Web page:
My Sister, the Serial Killer, by Oyinkan Braithwaite

my sister

Don’t be put off by the title of this brief but powerful debut novel. I myself hesitated, wondering if it would be sardonic humor or a grotesque butchers’ ball, but was persuaded to read it by one of my book clubs. I’m glad I did!

This is the story of two sisters. In the first chapter Korede, our narrator, gets a call from her younger sister, the beautiful and pampered Ayoola, asking for Korede’s help in cleaning up after her latest murder. This is the third one, leading Korede to note that her sister has now met the definition of a serial killer.

Not that Ayoola believes she’s a murderer. No, these are boyfriends who threatened her in some way and she pulled her knife in self-defense. The knife was their abusive father’s proudest possession which Ayoola helped herself to after their father’s untimely death.

Despite the title and this first chapter, the story is very much grounded in Korede’s everyday life. It’s more about family dynamics and personal worldviews than about violence. As one person in my book club said, “. . . there are rich veins to mine when you take ordinary, commonplace conflicts and amplify them to the extreme.”

So far from resenting her sister’s favored status, Korede has made it her mission to protect Ayoola, though of course we only get this through Korede’s eyes so she could be deceiving herself or us. But the crisis comes when the handsome young doctor at the hospital where Korede works, the doctor she has been trying to attract, catches sight of her irresistable sister. Should she warn him? Or will she continue to enable her sister?

The Nigerian author is also a poet, so it’s not surprising that she brings a poet’s use of compression and white space to this novel. What is astonishing is how effective it is. Each short chapter burns with purpose. There are no subplots or plot layers to distract us. Characters other than her sister and the young doctor are not presented as complex, which makes sense because we see them only through Korede’s eyes and she is focused, laser-like, on the two of them. As another person in my book club said, “For that reason [her succinct prose], the story delivered a sense of smooth, inexorable movement toward its resolution.”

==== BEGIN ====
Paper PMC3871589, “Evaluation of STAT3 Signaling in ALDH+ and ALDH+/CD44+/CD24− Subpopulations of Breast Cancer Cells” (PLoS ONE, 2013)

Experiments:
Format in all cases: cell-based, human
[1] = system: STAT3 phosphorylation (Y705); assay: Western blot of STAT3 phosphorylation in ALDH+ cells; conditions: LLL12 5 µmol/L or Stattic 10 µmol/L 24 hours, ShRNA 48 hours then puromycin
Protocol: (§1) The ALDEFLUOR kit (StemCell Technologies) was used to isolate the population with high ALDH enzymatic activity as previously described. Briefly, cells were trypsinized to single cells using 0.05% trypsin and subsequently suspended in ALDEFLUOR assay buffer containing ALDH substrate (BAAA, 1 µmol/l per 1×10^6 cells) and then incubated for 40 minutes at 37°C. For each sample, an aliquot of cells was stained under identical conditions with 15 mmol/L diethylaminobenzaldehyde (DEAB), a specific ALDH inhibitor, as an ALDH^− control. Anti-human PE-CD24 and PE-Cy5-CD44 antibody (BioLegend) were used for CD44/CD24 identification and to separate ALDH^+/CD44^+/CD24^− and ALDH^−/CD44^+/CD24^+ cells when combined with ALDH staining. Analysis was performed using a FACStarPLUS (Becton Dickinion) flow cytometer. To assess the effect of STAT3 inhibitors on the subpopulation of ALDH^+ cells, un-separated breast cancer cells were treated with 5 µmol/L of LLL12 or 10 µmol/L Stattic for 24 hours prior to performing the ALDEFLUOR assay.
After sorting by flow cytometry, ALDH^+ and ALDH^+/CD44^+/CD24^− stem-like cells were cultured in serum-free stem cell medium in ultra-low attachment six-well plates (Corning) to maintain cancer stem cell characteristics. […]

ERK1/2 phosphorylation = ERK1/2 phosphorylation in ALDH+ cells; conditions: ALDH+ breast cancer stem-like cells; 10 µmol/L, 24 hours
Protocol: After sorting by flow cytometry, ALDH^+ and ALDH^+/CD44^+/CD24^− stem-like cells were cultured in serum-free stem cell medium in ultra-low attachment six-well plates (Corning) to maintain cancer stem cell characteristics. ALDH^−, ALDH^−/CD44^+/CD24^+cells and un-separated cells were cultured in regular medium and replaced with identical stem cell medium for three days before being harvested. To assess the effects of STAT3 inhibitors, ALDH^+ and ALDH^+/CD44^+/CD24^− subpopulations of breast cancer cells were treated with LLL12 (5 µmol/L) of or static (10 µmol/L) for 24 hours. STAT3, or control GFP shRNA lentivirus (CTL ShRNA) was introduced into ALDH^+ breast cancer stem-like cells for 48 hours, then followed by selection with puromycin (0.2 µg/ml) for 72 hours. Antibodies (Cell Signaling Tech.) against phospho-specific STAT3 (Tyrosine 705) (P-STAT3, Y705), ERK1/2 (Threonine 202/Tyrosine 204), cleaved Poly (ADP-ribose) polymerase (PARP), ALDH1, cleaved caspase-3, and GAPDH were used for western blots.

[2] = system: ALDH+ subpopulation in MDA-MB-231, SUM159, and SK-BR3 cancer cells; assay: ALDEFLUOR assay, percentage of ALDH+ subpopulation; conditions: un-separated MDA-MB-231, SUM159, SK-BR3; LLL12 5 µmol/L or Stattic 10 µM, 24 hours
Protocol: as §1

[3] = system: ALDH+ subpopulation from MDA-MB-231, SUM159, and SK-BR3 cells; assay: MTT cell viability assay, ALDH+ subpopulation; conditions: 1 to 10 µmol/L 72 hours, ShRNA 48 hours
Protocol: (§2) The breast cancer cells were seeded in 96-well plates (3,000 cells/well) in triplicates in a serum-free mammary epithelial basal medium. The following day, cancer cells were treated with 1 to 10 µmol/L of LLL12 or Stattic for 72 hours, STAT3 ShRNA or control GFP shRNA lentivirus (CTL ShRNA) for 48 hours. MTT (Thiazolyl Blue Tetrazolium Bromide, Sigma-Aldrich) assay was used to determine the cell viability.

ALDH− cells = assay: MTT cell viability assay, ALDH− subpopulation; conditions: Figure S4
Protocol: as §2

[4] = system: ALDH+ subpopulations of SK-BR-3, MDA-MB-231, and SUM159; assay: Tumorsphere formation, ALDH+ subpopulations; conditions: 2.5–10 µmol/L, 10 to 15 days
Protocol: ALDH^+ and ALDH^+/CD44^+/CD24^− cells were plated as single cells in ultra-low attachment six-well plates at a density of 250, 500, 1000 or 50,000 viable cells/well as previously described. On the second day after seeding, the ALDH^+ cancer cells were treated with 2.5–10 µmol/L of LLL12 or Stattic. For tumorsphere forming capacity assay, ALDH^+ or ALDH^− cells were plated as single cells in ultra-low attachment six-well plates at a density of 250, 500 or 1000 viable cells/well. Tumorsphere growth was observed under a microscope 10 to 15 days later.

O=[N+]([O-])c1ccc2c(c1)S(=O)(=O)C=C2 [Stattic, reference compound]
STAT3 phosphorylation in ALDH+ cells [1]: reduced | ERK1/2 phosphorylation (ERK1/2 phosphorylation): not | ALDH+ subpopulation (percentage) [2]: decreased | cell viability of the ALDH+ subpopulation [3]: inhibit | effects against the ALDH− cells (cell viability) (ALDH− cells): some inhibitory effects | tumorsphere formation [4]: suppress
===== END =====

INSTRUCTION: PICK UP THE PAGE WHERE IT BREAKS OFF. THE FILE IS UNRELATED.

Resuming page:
Korede’s deadpan voice gives us her character: practical, straight-forward, a little OCD about cleaning. Eventually we begin to question her reliability. Was the father’s death an accident? Isn’t her protectiveness toward Ayoola laced with some other emotions? Does she care more about the idea of protecting her sister than for Ayoola herself?

There is good, if understated, use of symbolism and setting. Korede keeps coming back to the idea of the third bridge under which the sisters disposed of the body in the first chapter. The bridge isn’t described; it’s more the idea of it. I’ve mentioned the knife as a symbol, but there are others, such as the use of flowers and the bleach Korede uses to clean up the blood.

There are glimpses throughout the novel of conditions in Nigeria, such as an interaction with the blatantly corrupt police at one point, or the accepted patriarchal system. Also, a third person in my book club mentioned that “ . . . there’s a whole genre of Nigerian films that feature over-the-top, comedic violence, with the strength of the family prevailing in the end.” This idea gives me a different perspective on the novel and how it fits within its cultural context. From within my own context, though, I saw the humor but concentrated on the co-dependency of the sisters and Korede’s ethical dilemma.

Expanding further, while ostensibly about the relationship between the two sisters, the story can also be read as a comment on today’s inequality: the gap between the pampered one-percenters, so entitled that they can lie, abuse and rape with impunity, and the rest of us, beaten down by the treadmill of getting by while we labor to provide their goods and services. Since they pay almost nothing in taxes, with miniscule tax rates and generous offshore hideaways, the tax burden is left to us.

However you read this story, you’ll find much to think about and discuss with friends.

What would you recommend as a good book club choice?

2 thoughts on “My Sister, the Serial Killer, by Oyinkan Braithwaite

  1. Laura Parsons says:

    Our book club just read this and loved it. Our discussion was very similar to your notes above. Thank you for this memory and for all the books I plan to read from your blog.

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